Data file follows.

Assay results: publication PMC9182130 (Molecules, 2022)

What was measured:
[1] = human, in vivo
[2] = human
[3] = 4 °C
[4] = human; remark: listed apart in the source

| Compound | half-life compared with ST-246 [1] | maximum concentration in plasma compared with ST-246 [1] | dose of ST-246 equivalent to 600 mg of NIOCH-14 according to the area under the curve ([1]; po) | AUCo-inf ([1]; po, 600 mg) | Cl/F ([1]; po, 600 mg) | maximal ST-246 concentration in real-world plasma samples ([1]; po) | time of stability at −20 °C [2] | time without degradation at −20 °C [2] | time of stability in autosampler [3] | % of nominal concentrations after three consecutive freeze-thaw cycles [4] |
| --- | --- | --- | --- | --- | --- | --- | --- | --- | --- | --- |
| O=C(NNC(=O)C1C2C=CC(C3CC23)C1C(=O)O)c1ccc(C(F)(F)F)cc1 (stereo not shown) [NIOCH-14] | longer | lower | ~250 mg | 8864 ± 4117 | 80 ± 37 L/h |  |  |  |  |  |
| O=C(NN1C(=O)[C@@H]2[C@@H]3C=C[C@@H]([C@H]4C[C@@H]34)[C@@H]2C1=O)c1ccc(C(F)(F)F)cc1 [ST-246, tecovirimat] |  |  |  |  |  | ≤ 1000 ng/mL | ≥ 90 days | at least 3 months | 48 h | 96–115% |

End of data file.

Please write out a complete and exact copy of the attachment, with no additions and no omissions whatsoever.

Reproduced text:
Assay results: publication PMC9182130 (Molecules, 2022)

What was measured:
[1] = human, in vivo
[2] = human
[3] = 4 °C
[4] = human; remark: listed apart in the source

| Compound | half-life compared with ST-246 [1] | maximum concentration in plasma compared with ST-246 [1] | dose of ST-246 equivalent to 600 mg of NIOCH-14 according to the area under the curve ([1]; po) | AUCo-inf ([1]; po, 600 mg) | Cl/F ([1]; po, 600 mg) | maximal ST-246 concentration in real-world plasma samples ([1]; po) | time of stability at −20 °C [2] | time without degradation at −20 °C [2] | time of stability in autosampler [3] | % of nominal concentrations after three consecutive freeze-thaw cycles [4] |
| --- | --- | --- | --- | --- | --- | --- | --- | --- | --- | --- |
| O=C(NNC(=O)C1C2C=CC(C3CC23)C1C(=O)O)c1ccc(C(F)(F)F)cc1 (stereo not shown) [NIOCH-14] | longer | lower | ~250 mg | 8864 ± 4117 | 80 ± 37 L/h |  |  |  |  |  |
| O=C(NN1C(=O)[C@@H]2[C@@H]3C=C[C@@H]([C@H]4C[C@@H]34)[C@@H]2C1=O)c1ccc(C(F)(F)F)cc1 [ST-246, tecovirimat] |  |  |  |  |  | ≤ 1000 ng/mL | ≥ 90 days | at least 3 months | 48 h | 96–115% |